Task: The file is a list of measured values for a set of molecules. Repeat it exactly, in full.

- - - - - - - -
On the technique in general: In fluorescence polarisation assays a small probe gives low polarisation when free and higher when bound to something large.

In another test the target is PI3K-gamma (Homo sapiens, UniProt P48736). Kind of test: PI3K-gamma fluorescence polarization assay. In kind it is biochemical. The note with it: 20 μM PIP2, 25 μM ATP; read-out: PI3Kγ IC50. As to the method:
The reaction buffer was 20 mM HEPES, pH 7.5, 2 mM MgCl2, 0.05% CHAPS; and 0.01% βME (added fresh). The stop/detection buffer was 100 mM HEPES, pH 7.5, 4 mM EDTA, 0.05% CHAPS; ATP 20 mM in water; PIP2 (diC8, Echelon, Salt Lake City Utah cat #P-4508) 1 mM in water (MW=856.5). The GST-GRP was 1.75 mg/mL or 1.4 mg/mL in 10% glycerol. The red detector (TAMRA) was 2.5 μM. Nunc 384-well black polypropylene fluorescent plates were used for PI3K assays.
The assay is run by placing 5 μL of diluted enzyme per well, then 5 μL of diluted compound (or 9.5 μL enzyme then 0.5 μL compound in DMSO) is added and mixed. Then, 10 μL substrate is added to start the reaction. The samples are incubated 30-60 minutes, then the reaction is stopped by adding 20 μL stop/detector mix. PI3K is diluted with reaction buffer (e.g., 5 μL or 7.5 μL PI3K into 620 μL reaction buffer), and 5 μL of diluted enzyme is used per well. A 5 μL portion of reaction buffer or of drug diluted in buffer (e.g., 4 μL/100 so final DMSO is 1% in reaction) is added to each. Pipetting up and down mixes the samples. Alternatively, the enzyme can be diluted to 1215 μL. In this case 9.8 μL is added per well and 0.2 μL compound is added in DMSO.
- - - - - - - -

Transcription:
On the technique in general: In fluorescence polarisation assays a small probe gives low polarisation when free and higher when bound to something large.

In another test the target is PI3K-gamma (Homo sapiens, UniProt P48736). Kind of test: PI3K-gamma fluorescence polarization assay. In kind it is biochemical. The note with it: 20 μM PIP2, 25 μM ATP; read-out: PI3Kγ IC50. As to the method:
The reaction buffer was 20 mM HEPES, pH 7.5, 2 mM MgCl2, 0.05% CHAPS; and 0.01% βME (added fresh). The stop/detection buffer was 100 mM HEPES, pH 7.5, 4 mM EDTA, 0.05% CHAPS; ATP 20 mM in water; PIP2 (diC8, Echelon, Salt Lake City Utah cat #P-4508) 1 mM in water (MW=856.5). The GST-GRP was 1.75 mg/mL or 1.4 mg/mL in 10% glycerol. The red detector (TAMRA) was 2.5 μM. Nunc 384-well black polypropylene fluorescent plates were used for PI3K assays.
The assay is run by placing 5 μL of diluted enzyme per well, then 5 μL of diluted compound (or 9.5 μL enzyme then 0.5 μL compound in DMSO) is added and mixed. Then, 10 μL substrate is added to start the reaction. The samples are incubated 30-60 minutes, then the reaction is stopped by adding 20 μL stop/detector mix. PI3K is diluted with reaction buffer (e.g., 5 μL or 7.5 μL PI3K into 620 μL reaction buffer), and 5 μL of diluted enzyme is used per well. A 5 μL portion of reaction buffer or of drug diluted in buffer (e.g., 4 μL/100 so final DMSO is 1% in reaction) is added to each. Pipetting up and down mixes the samples. Alternatively, the enzyme can be diluted to 1215 μL. In this case 9.8 μL is added per well and 0.2 μL compound is added in DMSO.